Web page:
SEO Clients: The Good, The Bad, The Ugly, and Umm… 2 More
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In an ideal world, clients would hire an SEO agency and actually follow the direction from that agency. Sadly, this is often not the case. In fact, with large companies, like the ones I've been working with for years, I sometimes wonder if there'd be any difference if they just cut a check and went a away for twelve months. OK, so I'm exaggerating, but it does seem like there's a disproportionate amount of wheel spinning in place of actual progress with some projects. What's more, it seems like the client, during the pitch process, gave plenty of clues about what type of client they were going to be. So I've put together a guide to bucketing prospects that should help in deciding whether to take a particular project on.
1. No SEO Knowledge, But Eager to Learn
These are generally my favorite clients. Not because I like to be the know-it-all (although that doesn't hurt), but because clients with no knowledge are generally receptive to anyone willing to fill in the gaps. So with a list of recommendations you simply need to provide some high-level rationale for the recommendations and generally the client won't push back. If you can also turn-around answers to questions such clients have without ever showing frustration for having answered the same thing 17 times, you'll remain their favorite for a very long time.
Identifying Traits: Asks a lot of basic questions. Often the same question multiple times.
What To Do: Land this client! Don't tell anyone.
What Not To Do: Don't take advantage of the client's lack of knowledge because there's a good chance you'll regret it. A client without SEO knowledge eventually becomes one with SEO knowledge. If you're twice as expensive as everyone else, you better be providing twice the value.
2. Some SEO Knowledge, Overly Eager to Demonstrate Expertise
I can hear my SEO readers snickering now. They understand exactly what I mean by the client that knows some SEO coupled with an uncontrollable urge to convince everyone that they're experts. These are the folks that read an article, attended a conference, or skimmed through a book and feel they have grasped all there is to SEO. The problem is that their knowledge is out of date (e.g. just put your keywords in the meta keywords tag) or they haven't thought through the implications of an idea (e.g. nofollow all external links). The challenge with such clients is that any SEO recommendation that is not inline with the client's knowledge must be vigorously defended and even then a compromise with a mediocre outcome is common. And with a mediocre effort comes mediocre results.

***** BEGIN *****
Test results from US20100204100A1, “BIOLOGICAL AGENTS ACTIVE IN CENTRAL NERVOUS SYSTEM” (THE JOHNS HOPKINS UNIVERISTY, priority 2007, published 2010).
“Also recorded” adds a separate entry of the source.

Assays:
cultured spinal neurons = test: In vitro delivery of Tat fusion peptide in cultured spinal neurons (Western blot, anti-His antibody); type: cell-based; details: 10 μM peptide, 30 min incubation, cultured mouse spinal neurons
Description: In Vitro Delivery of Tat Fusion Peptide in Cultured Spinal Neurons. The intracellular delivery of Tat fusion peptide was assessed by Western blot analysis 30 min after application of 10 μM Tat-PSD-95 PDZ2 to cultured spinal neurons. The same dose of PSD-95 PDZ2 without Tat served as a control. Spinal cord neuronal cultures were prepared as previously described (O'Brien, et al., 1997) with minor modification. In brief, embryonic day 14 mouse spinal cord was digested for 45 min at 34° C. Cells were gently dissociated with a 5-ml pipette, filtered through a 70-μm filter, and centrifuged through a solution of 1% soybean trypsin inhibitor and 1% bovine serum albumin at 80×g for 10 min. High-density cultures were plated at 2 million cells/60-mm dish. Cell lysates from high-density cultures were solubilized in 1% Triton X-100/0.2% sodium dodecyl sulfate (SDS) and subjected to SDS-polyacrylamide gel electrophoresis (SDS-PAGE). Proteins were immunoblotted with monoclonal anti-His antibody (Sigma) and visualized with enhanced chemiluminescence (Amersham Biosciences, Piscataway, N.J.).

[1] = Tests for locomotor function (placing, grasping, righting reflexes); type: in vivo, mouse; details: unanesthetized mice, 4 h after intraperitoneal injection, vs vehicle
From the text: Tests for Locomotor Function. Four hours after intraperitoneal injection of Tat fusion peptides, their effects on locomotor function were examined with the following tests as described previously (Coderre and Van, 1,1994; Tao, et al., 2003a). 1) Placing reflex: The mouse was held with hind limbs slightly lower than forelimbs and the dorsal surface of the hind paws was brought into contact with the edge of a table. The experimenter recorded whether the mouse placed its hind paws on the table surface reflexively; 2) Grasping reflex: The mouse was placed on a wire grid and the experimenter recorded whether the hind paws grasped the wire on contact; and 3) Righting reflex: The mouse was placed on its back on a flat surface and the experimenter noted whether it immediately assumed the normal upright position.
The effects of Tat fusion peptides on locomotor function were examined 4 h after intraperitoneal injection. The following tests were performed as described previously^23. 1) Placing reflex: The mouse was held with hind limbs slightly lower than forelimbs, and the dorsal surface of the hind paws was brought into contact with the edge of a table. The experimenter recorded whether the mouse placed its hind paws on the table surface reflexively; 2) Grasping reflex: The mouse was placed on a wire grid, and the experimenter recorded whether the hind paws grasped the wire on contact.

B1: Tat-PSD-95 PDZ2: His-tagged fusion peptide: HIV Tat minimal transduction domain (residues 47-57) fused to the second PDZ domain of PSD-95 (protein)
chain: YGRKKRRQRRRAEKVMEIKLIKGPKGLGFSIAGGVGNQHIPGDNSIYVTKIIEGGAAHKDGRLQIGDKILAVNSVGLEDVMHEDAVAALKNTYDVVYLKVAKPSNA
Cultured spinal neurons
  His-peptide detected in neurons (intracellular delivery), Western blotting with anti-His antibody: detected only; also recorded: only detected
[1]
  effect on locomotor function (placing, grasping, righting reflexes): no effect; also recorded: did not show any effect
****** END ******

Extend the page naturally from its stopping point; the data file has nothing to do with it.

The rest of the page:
Identifying Traits: Tells you about SEO experience during first conversation. Tries to one-up you at least once in the first 3 conversations.
What To Do: If the SEO budget is big, suck it up. If not, walk away.
What Not To Do: Don't let your ego get the best of you.
3. Unreasonable Expectations
Whether accompanied by SEO knowledge or not, there are some clients that have crazy expectations. Somewhere along the line these folks concluded that an SEO effort requires little work and/or can quadruple traffic in 30 days. If only that were the case… Many in the industry will say that these clients just need to have their expectations managed. A seemingly simple thing to do, but my experience has been that clients that are actually receptive to having their expectations managed aren't the ones that have unreasonable expectations. Know what I mean?
Identifying Traits: Asks questions along the lines of how soon before traffic will double.
What To Do: Be very clear about what success is in the contract. Sure you may double traffic, but only a 25% increase in the first 6 months is actually required.
What Not To Do: Don't agree to all of the client's demands. You will fail.
4. Limited Development Resources
These sorts of clients are often pleasant to work with except for the tiny fact that nothing you recommend actually gets implemented. In some cases, the client is aware that their lack of resources is the reason for a lack of progress and so a renewal is quite possible. In other cases, the client gets frustrated as the contract end approaches and so there is no hope of a renewal.
Identifying Traits: During the pitch, gently inquire about the process for implementing website changes. Any mention about submitting a ticket to the web team or having to prioritize workloads is a red flag.
What To Do: Take the project, but identify goals other than ones directly connected to site traffic. For example, having the client's team “SEO Certified” is a good goal that doesn't require as much from the client as making site changes. A renewal will get you closer to having recommendations actually implemented and so eventually everyone wins.
What Not To Do: Don't point fingers at and complain about whichever team is the bottleneck. Doing so will just make you more enemies.
5. Resistant to Change
The worst clients are those that won't adapt to a changing online space. They don't want to change how they write titles, they don't want to target keywords, and they certainly don't want to get involved with social media. Umm… so why did you hire an SEO agency?
Identifying Traits: During the pitch mention a type of recommendation you expect to make. Look for any humming and hawing from the prospect about the recommendation going against corporate policy.
What To Do: Take the gig and hope your assessment of the client is wrong. Sometimes it is. Do your best to evangelize SEO within the company.
What Not To Do: Don't count on a renewal.
Have more types you want to add to the list? Send descriptions my way. If they're sufficiently different than the above, I'd be happy to give you a link in exchange. Happy prospecting to the rest of you!